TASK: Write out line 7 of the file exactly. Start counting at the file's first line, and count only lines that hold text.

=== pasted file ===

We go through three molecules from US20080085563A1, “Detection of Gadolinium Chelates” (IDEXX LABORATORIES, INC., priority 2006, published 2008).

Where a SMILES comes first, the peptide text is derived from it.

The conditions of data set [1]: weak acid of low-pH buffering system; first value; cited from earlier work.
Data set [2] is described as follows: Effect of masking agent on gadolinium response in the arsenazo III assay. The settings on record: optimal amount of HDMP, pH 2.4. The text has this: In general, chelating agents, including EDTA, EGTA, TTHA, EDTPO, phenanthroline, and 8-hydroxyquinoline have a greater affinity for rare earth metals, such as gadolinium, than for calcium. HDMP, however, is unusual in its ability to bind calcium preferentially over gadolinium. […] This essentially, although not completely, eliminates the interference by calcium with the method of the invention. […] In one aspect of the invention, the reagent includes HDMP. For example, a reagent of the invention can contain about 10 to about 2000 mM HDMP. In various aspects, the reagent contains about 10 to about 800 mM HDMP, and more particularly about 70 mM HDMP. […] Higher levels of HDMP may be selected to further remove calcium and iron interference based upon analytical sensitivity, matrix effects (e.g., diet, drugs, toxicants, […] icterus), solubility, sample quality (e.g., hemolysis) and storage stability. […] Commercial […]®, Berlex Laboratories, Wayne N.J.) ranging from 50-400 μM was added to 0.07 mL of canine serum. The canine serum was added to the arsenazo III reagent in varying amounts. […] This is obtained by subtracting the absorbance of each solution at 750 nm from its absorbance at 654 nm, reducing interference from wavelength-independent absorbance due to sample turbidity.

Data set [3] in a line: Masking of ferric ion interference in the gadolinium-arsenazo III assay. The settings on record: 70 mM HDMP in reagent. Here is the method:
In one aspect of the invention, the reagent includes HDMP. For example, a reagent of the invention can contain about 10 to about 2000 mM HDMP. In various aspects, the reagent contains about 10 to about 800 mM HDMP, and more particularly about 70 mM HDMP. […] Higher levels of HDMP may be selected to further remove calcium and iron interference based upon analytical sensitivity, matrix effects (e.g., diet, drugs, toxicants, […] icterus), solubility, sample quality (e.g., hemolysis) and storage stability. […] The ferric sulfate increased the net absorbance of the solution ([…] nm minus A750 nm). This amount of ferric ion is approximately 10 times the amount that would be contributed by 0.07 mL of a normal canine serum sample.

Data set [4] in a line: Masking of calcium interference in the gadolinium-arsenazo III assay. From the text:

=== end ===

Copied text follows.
Data set [4] in a line: Masking of calcium interference in the gadolinium-arsenazo III assay. From the text: